Tuesday, August 3, 2010

John's Gospel - 10

 John 1.24-28

The conversation continues. John, the author, identifies those sent as Pharisees. Why? There is no comment on their identity. Is this simply to set the stage for future conflict between Jesus and the Pharisees? Is that conflict even very prominent in this Gospel? To the question of why he baptizes, John does not give a straight answer - at least not here. He says more about this later but not to this group of Pharisees. And why bother identifying the locale of this rather unsatisfying conversation? I can only assume that things are being set up here for what follows.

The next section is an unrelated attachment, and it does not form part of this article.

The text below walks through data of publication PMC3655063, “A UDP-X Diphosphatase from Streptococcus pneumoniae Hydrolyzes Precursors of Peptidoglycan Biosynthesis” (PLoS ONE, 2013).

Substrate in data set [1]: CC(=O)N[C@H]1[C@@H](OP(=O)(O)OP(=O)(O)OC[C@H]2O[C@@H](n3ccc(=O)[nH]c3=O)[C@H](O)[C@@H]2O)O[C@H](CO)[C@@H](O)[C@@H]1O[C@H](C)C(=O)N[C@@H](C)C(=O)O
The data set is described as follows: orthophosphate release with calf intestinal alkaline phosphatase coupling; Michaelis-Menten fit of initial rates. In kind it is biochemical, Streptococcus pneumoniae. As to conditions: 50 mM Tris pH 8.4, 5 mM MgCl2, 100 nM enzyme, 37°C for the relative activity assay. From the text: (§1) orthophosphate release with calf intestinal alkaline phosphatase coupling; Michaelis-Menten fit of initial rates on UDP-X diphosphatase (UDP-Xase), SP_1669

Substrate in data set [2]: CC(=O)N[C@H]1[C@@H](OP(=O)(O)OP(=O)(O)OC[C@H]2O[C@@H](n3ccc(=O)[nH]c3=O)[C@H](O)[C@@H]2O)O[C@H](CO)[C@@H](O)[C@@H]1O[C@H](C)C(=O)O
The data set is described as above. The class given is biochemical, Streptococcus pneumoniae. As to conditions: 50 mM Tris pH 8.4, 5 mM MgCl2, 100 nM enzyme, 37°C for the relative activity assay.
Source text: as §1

Is 'the next day' significant? John identifies Jesus and that with a title. Jesus is God's Lamb. In this, John highlight Jesus' mission as our substitute. He is drawing on OT imagery of atoning sacrifice accomplished at the Temple altar. Jesus is to take away the sin of the world. 'World' here can have several meanings and on top of that it may be that the way John, the author, means it will be different from how John, the speaker, understood it. After all, did John, the speaker, have the Cross in view when he spoke? Did he understand that Jesus, the Word made flesh, would propitiate God's just wrath for sin? I doubt it. He probably understood 'Lamb of God' in a way that did not completely match the reality. His statement would have been true but incomplete - something that describes much of what we say about the Gospel and more.

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